He was a bit loopy and full of energy. We quickly loved him and he reciprocated – proving it by chewing my favourite tie and several socks. Walking him was like flying a kite, until he was let off his lead when he would run and run yet keep an eye on us ready to be called back. Janet and Laura took him to obedience classes but he failed. He once ate Samuel’s put-aside dinner and half a pound of butter. If you sat down he was determined to lick your face all over – or legs, feet, whatever, any skin. A loopy dog full of love.  He would never bite anyone, even if you grabbed his lower jaw, pulled his tail and turned him upside-down!

05aug clive&dog2

He would claim an object as a trophy and run past us over and over, growling and tossing it, getting us to wrest it from him before winning it back again and repeating the show.

He had to be walked every morning by Janet and in the evening we would both take him out, his tail held high or, if he were running, circling fast.

Walking the dog was an onerous yet pleasant task – having to walk out in heavy rain and mud, needing to hose him down before bringing him into the house; night-walking him even after eleven at night when we had been out and he needed his run in the woods (wearing a collar with twenty flashing red LEDs so we could spot him) he always had his walks. We have memories of walking him in Fetcham as heavy snow fell through orange street lighting at night, marveling at the outlandish Christmas lights some people have, or sliding on pavements of ice with doggo straining to pull and get a grip, or with a gale shoving us all around and clattering thousands of crisp brown leaves along the road. Times you wouldn’t go out, unless you had to walk the dog.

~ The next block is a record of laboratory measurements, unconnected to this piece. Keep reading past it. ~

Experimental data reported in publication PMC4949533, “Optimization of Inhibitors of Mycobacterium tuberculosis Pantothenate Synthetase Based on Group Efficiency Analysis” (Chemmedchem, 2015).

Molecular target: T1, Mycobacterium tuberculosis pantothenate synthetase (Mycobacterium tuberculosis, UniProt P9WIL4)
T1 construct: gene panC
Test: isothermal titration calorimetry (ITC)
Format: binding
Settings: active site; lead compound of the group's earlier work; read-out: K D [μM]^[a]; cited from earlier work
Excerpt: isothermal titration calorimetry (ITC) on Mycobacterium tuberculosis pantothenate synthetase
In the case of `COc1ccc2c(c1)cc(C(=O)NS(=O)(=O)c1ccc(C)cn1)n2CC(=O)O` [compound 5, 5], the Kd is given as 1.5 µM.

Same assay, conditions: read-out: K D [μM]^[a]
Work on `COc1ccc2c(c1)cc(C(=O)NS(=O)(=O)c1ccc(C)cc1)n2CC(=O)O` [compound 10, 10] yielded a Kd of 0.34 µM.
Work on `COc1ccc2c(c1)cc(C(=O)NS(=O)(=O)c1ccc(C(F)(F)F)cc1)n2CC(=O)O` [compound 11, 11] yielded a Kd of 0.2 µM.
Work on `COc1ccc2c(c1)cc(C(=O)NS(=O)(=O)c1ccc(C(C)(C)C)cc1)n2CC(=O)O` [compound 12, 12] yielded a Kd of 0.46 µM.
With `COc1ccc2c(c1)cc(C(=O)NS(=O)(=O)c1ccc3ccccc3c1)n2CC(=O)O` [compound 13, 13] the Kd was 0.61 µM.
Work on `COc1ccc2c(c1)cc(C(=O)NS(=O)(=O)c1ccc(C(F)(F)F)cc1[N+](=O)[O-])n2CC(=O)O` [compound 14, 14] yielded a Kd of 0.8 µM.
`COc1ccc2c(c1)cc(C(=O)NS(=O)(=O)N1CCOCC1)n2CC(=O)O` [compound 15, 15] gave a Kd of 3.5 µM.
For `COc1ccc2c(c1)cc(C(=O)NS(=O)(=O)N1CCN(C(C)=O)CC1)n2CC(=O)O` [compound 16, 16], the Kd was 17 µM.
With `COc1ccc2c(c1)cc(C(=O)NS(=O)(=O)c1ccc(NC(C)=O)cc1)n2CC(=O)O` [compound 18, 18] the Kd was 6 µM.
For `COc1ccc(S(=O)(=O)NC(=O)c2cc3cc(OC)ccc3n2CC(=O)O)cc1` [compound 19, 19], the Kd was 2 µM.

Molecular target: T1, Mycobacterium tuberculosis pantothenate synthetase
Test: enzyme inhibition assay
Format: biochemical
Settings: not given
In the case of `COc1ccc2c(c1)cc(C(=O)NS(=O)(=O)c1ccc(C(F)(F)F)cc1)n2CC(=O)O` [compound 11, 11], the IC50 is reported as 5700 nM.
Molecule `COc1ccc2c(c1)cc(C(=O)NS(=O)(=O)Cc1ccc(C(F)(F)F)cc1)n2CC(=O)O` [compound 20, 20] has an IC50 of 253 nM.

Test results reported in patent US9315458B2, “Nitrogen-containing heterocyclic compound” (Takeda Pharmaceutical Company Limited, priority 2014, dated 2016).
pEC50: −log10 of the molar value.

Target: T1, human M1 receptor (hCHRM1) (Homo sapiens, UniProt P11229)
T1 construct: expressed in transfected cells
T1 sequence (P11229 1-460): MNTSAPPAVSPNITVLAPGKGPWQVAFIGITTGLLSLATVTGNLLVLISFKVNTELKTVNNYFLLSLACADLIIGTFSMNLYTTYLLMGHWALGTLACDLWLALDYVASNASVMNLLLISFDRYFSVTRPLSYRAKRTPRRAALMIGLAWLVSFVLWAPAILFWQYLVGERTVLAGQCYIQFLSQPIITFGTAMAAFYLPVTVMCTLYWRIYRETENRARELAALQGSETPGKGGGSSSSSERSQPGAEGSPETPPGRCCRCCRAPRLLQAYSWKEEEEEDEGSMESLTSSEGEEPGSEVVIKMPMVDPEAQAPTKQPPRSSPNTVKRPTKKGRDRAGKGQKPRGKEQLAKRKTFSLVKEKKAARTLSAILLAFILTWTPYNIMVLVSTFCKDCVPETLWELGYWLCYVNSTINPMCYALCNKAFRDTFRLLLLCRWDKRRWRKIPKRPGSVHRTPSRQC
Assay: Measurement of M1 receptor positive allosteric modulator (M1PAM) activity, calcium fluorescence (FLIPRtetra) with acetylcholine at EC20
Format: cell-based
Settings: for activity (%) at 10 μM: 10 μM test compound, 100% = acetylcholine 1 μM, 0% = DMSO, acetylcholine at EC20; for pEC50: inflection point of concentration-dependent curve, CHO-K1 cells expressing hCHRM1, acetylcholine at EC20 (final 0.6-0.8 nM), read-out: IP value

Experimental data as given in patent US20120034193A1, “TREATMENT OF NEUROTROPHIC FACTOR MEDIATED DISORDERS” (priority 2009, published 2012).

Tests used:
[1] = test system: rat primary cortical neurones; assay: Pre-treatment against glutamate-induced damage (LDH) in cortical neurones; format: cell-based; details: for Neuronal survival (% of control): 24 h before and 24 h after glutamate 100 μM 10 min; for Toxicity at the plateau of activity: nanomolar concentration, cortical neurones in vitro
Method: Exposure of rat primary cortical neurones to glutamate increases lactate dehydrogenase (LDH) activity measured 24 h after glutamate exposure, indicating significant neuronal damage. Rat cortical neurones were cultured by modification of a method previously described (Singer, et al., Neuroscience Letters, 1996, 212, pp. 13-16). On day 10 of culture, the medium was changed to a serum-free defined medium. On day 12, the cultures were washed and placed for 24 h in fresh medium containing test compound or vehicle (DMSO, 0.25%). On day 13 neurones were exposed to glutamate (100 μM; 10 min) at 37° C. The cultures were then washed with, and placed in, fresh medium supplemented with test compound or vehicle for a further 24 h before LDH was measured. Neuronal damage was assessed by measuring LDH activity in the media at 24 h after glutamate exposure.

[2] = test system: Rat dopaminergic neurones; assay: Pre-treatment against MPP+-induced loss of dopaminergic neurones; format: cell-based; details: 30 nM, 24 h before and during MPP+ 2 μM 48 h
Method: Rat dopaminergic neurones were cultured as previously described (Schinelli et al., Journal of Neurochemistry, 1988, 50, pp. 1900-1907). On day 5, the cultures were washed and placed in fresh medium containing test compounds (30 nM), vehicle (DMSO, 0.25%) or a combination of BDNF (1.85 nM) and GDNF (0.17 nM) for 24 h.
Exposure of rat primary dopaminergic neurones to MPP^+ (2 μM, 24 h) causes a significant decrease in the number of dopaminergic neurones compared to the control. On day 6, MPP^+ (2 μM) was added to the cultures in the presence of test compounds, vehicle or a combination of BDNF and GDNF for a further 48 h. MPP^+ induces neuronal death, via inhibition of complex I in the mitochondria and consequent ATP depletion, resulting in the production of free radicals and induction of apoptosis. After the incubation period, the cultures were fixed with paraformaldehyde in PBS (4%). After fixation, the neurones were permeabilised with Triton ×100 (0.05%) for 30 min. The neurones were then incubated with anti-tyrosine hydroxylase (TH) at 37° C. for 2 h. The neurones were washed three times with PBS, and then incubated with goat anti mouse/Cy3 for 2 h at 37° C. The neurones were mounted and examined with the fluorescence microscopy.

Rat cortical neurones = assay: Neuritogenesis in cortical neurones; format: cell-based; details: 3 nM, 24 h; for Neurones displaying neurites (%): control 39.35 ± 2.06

Harry passpt p1

We obtained a passport for Harry the Dog so that we could take him abroad.  Harry passpt p2For the next six years of his life he went with us on the car ferry to our house in Brittany every Easter and summer. He slept in the car boot unattended for twenty four hours as per Brittany Ferries regulations, before they thought of having kennels on the ferry.